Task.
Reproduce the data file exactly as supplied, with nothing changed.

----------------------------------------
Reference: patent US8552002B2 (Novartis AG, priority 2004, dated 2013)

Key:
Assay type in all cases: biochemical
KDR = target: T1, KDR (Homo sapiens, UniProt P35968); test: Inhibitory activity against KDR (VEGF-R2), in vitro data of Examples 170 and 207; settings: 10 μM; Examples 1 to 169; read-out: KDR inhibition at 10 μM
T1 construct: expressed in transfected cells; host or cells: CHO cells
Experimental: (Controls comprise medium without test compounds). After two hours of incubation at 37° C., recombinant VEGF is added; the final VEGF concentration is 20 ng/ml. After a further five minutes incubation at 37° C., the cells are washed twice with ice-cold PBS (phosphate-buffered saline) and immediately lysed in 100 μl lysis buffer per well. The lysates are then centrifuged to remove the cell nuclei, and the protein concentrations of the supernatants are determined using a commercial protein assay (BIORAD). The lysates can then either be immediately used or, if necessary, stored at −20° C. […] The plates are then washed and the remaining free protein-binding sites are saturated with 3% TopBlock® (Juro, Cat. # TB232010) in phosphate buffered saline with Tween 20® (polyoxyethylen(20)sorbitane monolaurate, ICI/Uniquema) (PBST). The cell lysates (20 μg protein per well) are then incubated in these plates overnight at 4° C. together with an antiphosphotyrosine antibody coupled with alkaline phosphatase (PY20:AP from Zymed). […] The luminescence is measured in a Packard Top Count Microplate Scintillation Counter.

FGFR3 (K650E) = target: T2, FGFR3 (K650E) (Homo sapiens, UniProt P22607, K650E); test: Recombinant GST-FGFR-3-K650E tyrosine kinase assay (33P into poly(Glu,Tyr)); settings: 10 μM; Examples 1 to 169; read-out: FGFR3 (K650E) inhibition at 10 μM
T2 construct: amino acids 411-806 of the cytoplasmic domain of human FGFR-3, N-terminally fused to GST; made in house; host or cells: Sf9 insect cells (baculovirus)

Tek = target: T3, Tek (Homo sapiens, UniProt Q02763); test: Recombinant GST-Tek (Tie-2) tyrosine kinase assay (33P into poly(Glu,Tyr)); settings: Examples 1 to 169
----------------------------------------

Reference: patent US8552002B2 (Novartis AG, priority 2004, dated 2013)

Key:
Assay type in all cases: biochemical
KDR = target: T1, KDR (Homo sapiens, UniProt P35968); test: Inhibitory activity against KDR (VEGF-R2), in vitro data of Examples 170 and 207; settings: 10 μM; Examples 1 to 169; read-out: KDR inhibition at 10 μM
T1 construct: expressed in transfected cells; host or cells: CHO cells
Experimental: (Controls comprise medium without test compounds). After two hours of incubation at 37° C., recombinant VEGF is added; the final VEGF concentration is 20 ng/ml. After a further five minutes incubation at 37° C., the cells are washed twice with ice-cold PBS (phosphate-buffered saline) and immediately lysed in 100 μl lysis buffer per well. The lysates are then centrifuged to remove the cell nuclei, and the protein concentrations of the supernatants are determined using a commercial protein assay (BIORAD). The lysates can then either be immediately used or, if necessary, stored at −20° C. […] The plates are then washed and the remaining free protein-binding sites are saturated with 3% TopBlock® (Juro, Cat. # TB232010) in phosphate buffered saline with Tween 20® (polyoxyethylen(20)sorbitane monolaurate, ICI/Uniquema) (PBST). The cell lysates (20 μg protein per well) are then incubated in these plates overnight at 4° C. together with an antiphosphotyrosine antibody coupled with alkaline phosphatase (PY20:AP from Zymed). […] The luminescence is measured in a Packard Top Count Microplate Scintillation Counter.

FGFR3 (K650E) = target: T2, FGFR3 (K650E) (Homo sapiens, UniProt P22607, K650E); test: Recombinant GST-FGFR-3-K650E tyrosine kinase assay (33P into poly(Glu,Tyr)); settings: 10 μM; Examples 1 to 169; read-out: FGFR3 (K650E) inhibition at 10 μM
T2 construct: amino acids 411-806 of the cytoplasmic domain of human FGFR-3, N-terminally fused to GST; made in house; host or cells: Sf9 insect cells (baculovirus)

Tek = target: T3, Tek (Homo sapiens, UniProt Q02763); test: Recombinant GST-Tek (Tie-2) tyrosine kinase assay (33P into poly(Glu,Tyr)); settings: Examples 1 to 169